“Over time, however, the composition of international migrant populations by origin in Sweden has changed from being primarily intra-Nordic to comprising many international migrants from, Iran, Iraq, Syria and the European Union, and they have higher life expectancy. Another study that has not yet been published shows that this may explain the trend in Sweden,” says Matthew Wallace.

He elaborates that the study’s conclusions will probably be interesting for social and health policy-makers and will improve understanding of future life expectancy in each country and how increased globalisation affects this.

“The discussion of how international migrants affect life expectancy in each country needs to incorporate international migrants more centrally into a broader understanding of population health, since they comprise a large and increasing share of the population in many countries and therefore have much greater influence in social and health care than they have had in the past,” concludes Matthew Wallace.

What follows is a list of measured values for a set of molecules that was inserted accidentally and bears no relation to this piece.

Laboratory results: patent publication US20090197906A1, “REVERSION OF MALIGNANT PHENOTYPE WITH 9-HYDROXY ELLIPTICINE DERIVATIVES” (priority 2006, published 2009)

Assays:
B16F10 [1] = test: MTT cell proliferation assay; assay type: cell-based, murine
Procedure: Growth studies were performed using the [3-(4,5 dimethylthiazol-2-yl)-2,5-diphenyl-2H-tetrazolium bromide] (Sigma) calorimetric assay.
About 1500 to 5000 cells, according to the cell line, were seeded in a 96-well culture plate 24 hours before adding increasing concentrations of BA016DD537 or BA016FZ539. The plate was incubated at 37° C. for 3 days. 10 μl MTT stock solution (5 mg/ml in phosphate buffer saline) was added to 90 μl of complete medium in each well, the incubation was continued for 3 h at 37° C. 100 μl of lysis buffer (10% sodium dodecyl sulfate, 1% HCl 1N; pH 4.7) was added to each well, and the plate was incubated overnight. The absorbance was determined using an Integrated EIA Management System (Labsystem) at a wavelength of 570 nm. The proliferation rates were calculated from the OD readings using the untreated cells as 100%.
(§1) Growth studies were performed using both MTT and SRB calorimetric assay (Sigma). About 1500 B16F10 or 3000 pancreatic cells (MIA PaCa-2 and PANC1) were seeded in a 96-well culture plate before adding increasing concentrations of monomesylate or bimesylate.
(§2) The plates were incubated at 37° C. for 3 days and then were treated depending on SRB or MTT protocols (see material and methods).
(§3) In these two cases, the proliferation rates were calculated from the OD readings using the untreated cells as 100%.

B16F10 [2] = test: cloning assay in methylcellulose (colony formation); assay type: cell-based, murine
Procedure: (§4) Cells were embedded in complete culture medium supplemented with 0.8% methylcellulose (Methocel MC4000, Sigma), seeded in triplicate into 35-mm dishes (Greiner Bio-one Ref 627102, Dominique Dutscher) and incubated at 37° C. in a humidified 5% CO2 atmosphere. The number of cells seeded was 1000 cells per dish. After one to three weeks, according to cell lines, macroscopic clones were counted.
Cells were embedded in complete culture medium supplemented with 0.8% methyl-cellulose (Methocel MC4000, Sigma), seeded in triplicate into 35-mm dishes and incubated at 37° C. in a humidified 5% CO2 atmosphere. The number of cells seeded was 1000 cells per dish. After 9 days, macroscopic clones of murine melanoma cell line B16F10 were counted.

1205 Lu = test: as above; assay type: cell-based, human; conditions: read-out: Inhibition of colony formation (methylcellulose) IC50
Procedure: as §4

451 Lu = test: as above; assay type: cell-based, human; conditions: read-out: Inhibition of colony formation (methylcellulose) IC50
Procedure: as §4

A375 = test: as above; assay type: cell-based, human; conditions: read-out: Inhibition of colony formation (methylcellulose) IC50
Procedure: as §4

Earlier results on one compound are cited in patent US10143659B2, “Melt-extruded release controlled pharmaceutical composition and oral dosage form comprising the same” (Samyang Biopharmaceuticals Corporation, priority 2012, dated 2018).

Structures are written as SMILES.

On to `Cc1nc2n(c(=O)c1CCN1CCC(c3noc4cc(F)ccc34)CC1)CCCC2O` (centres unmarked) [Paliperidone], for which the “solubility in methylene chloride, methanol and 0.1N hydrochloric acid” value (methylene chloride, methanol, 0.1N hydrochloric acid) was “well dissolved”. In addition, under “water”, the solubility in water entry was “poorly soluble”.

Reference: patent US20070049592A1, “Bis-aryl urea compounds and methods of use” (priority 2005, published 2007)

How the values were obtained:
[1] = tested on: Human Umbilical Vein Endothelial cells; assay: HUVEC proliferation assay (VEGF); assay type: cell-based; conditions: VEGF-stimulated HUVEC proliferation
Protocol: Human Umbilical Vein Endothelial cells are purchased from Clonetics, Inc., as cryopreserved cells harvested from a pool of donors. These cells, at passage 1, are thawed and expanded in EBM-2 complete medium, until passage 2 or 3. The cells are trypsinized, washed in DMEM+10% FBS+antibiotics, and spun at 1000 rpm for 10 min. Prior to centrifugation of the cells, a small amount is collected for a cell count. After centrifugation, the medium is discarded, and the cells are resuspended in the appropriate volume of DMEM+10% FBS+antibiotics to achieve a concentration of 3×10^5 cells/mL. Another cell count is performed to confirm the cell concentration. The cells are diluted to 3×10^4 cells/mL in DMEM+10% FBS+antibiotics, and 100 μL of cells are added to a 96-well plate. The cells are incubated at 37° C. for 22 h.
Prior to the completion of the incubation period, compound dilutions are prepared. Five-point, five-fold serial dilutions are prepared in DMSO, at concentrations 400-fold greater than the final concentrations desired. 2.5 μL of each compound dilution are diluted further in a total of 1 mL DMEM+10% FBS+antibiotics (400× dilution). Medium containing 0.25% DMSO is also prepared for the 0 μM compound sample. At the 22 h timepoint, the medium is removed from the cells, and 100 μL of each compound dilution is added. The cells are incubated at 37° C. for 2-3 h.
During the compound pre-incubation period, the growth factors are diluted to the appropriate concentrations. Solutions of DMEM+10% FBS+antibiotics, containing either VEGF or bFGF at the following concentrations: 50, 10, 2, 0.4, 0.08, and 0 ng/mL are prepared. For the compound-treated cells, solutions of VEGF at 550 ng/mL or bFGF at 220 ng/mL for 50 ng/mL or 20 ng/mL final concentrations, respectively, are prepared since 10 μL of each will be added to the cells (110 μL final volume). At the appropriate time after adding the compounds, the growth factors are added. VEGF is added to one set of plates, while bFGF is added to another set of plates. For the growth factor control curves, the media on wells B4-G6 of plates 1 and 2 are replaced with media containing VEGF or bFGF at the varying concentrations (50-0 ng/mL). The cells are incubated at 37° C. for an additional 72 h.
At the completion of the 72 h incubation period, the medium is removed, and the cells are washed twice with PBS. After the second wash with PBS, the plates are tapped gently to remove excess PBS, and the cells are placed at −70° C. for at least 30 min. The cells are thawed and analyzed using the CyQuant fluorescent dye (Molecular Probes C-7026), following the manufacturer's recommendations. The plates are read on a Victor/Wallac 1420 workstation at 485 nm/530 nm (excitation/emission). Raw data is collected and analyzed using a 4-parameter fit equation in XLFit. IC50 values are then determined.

Immigration, mortality, and national life expectancy in the Nordic region, 1990–2019” has been published in Social Science & Medicine Population Health. The Novo Nordisk Foundation awarded grants to co-author Laust Hvas Mortensen for the projects Big Life-course Data Analytics for Understanding Disease Initiation and Progression in Diabetes and its Complications (2017) and Harnessing the Power of Big Data to Address the Societal Challenge of Ageing (2018).

I am a researcher and docent in demography at the Stockholm University Demography Unit and Department of Sociology. I am the Principal Investigator of...